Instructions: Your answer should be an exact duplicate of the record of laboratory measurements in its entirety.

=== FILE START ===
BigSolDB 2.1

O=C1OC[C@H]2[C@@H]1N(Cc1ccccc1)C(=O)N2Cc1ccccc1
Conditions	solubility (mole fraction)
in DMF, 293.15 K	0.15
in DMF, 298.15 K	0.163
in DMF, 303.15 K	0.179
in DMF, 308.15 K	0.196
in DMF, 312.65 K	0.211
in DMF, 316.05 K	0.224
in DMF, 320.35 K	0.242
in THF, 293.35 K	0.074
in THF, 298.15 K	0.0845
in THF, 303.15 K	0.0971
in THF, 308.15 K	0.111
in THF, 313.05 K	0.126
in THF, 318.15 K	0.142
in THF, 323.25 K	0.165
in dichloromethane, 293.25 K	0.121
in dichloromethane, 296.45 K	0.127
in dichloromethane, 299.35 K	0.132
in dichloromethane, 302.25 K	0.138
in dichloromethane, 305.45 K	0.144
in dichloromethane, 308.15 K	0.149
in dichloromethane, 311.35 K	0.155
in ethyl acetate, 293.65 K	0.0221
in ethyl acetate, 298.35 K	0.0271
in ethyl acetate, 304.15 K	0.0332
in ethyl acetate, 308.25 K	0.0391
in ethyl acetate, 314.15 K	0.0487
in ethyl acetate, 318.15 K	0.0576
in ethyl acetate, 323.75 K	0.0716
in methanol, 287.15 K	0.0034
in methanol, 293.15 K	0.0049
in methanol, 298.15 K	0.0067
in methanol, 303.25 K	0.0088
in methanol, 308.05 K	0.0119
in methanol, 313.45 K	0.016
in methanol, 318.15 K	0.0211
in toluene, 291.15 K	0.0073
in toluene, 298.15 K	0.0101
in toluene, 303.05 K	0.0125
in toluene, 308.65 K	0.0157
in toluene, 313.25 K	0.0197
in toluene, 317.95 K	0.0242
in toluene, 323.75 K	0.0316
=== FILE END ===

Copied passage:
BigSolDB 2.1

O=C1OC[C@H]2[C@@H]1N(Cc1ccccc1)C(=O)N2Cc1ccccc1
Conditions	solubility (mole fraction)
in DMF, 293.15 K	0.15
in DMF, 298.15 K	0.163
in DMF, 303.15 K	0.179
in DMF, 308.15 K	0.196
in DMF, 312.65 K	0.211
in DMF, 316.05 K	0.224
in DMF, 320.35 K	0.242
in THF, 293.35 K	0.074
in THF, 298.15 K	0.0845
in THF, 303.15 K	0.0971
in THF, 308.15 K	0.111
in THF, 313.05 K	0.126
in THF, 318.15 K	0.142
in THF, 323.25 K	0.165
in dichloromethane, 293.25 K	0.121
in dichloromethane, 296.45 K	0.127
in dichloromethane, 299.35 K	0.132
in dichloromethane, 302.25 K	0.138
in dichloromethane, 305.45 K	0.144
in dichloromethane, 308.15 K	0.149
in dichloromethane, 311.35 K	0.155
in ethyl acetate, 293.65 K	0.0221
in ethyl acetate, 298.35 K	0.0271
in ethyl acetate, 304.15 K	0.0332
in ethyl acetate, 308.25 K	0.0391
in ethyl acetate, 314.15 K	0.0487
in ethyl acetate, 318.15 K	0.0576
in ethyl acetate, 323.75 K	0.0716
in methanol, 287.15 K	0.0034
in methanol, 293.15 K	0.0049
in methanol, 298.15 K	0.0067
in methanol, 303.25 K	0.0088
in methanol, 308.05 K	0.0119
in methanol, 313.45 K	0.016
in methanol, 318.15 K	0.0211
in toluene, 291.15 K	0.0073
in toluene, 298.15 K	0.0101
in toluene, 303.05 K	0.0125
in toluene, 308.65 K	0.0157
in toluene, 313.25 K	0.0197
in toluene, 317.95 K	0.0242
in toluene, 323.75 K	0.0316